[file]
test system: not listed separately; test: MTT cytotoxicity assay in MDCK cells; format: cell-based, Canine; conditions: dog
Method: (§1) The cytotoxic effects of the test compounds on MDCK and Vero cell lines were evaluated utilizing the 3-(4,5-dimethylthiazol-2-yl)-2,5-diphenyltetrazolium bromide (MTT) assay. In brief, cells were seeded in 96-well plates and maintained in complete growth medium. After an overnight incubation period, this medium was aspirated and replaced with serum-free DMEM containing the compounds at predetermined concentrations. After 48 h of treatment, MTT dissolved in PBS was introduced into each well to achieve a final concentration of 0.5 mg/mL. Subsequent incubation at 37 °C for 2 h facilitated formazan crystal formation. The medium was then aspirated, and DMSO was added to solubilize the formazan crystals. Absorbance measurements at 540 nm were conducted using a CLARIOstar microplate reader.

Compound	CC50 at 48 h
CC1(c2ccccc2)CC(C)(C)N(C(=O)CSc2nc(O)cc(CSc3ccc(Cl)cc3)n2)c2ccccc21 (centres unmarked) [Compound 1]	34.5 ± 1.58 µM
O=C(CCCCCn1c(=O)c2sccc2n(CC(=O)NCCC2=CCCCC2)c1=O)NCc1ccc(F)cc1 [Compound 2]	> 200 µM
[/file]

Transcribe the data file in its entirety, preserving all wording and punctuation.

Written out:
test system: not listed separately; test: MTT cytotoxicity assay in MDCK cells; format: cell-based, Canine; conditions: dog
Method: (§1) The cytotoxic effects of the test compounds on MDCK and Vero cell lines were evaluated utilizing the 3-(4,5-dimethylthiazol-2-yl)-2,5-diphenyltetrazolium bromide (MTT) assay. In brief, cells were seeded in 96-well plates and maintained in complete growth medium. After an overnight incubation period, this medium was aspirated and replaced with serum-free DMEM containing the compounds at predetermined concentrations. After 48 h of treatment, MTT dissolved in PBS was introduced into each well to achieve a final concentration of 0.5 mg/mL. Subsequent incubation at 37 °C for 2 h facilitated formazan crystal formation. The medium was then aspirated, and DMSO was added to solubilize the formazan crystals. Absorbance measurements at 540 nm were conducted using a CLARIOstar microplate reader.

Compound	CC50 at 48 h
CC1(c2ccccc2)CC(C)(C)N(C(=O)CSc2nc(O)cc(CSc3ccc(Cl)cc3)n2)c2ccccc21 (centres unmarked) [Compound 1]	34.5 ± 1.58 µM
O=C(CCCCCn1c(=O)c2sccc2n(CC(=O)NCCC2=CCCCC2)c1=O)NCc1ccc(F)cc1 [Compound 2]	> 200 µM